The internationally acclaimed 'Truth To Power Café' will hit Brisbane Powerhouse as part of its MELT Festival Of Queer Arts And Culture.
'Truth To Power Café' is a theatrical reflection on loss, hope and resistance, told through memoir, image, poetry, music and live testimony. It opens its arms to participants of all ages, beliefs and backgrounds who believe they have a story to tell.
The origins of speaking truth to power lie in the anti-war movement – a non-violent means of conflict resolution.
Here, 'Truth To Power Café' creator and performer Jeremy Goldstein pens an open letter ahead of the event at MELT.
'Truth To Power Café' plays Brisbane Powerhouse as part of MELT Festival on 20 May. You can sign up to be part of the show via the 'Truth To Power Café' website.
I hope you’re feeling the love right now because I’m here to ask you a serious question – who has power over you and what do you want to say to them?
I’m not joking.
This is for real.
And what’s more, I’m inviting you to share your answer as part of our revolutionary theatre show ‘Truth To Power Café’ which we’re staging for one night only as part of our world tour to open MELT Festival Of Queer Arts And Culture at Brisbane Powerhouse Theatre.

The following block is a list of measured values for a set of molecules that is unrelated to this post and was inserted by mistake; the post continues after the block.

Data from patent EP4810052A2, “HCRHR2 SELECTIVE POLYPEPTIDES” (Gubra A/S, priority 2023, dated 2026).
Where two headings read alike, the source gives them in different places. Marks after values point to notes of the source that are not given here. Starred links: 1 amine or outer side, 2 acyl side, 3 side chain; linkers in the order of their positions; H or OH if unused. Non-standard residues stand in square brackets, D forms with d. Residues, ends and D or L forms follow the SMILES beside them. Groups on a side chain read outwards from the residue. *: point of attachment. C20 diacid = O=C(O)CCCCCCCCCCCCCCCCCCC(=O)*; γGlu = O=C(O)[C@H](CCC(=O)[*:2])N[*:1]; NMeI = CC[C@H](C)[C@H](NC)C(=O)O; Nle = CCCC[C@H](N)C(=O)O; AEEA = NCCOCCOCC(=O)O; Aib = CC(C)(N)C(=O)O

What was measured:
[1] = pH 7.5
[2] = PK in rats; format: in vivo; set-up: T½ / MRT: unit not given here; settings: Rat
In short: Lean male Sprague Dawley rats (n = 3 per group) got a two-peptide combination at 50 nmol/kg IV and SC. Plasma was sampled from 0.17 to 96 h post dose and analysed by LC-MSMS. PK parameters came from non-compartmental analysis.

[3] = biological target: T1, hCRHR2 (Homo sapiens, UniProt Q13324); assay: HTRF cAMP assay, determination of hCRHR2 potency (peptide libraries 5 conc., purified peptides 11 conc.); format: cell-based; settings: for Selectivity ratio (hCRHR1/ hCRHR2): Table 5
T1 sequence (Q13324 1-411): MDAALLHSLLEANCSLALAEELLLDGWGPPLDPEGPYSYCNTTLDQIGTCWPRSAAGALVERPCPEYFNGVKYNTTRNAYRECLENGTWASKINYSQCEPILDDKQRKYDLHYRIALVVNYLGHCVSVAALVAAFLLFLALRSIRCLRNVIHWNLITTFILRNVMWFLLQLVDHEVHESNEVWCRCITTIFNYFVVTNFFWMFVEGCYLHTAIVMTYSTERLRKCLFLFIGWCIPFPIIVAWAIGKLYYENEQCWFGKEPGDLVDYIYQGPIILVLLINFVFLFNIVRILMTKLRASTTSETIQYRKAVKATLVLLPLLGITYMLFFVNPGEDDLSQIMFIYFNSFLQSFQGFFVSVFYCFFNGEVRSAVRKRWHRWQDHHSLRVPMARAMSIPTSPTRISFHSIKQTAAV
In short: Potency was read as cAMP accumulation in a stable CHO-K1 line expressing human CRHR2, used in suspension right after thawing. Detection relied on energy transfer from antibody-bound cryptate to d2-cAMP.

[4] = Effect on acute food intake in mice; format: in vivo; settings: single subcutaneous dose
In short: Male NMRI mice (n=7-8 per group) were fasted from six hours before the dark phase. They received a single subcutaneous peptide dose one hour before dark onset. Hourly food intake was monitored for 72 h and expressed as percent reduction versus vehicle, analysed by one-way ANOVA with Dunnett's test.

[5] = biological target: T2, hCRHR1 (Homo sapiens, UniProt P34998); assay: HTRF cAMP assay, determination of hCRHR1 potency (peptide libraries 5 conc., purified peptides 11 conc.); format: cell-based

I know that sounds a bit scary. It is for me too. But as the saying goes, ‘feel the fear and do it anyway’. . . And if you do, your story will sit inside a unique theatrical event combining poetry, memoir, music, video and image.
I’m also cast as a participant. I talk of the power my late father Mick Goldstein had over me when he was alive. My father was a member of the Hackney Gang – a group of six friends that included the Nobel Prize-winning playwright Harold Pinter, and the actor and poet Henry Woolf, with whom I’ve co-created the show directed by Jen Heyes. For 60 years the Hackney Gang held firm in their belief of an independent media and speaking truth to power. Ultimately, the show has become a love letter to their memory.
Maybe you’re trans and you’ve got something to say to a society who puts you down, or maybe you want to ditch the patriarchy once and for all and plant the seeds of progressive change? Or maybe you’re like me, and you’ve got something important you want to say to your dad and in doing so end up claiming agency over yourself?
As with each performance, our show for MELT will be a reflection of the passions, interests and concerns of local communities expressing themselves in response to the question, and when we combine this with the theatricality of my own story, the show becomes a powerful and cathartic journey into truth telling.
Is what you want to say an act of love or an act of war?
Who has power over you and what do you want to say to them?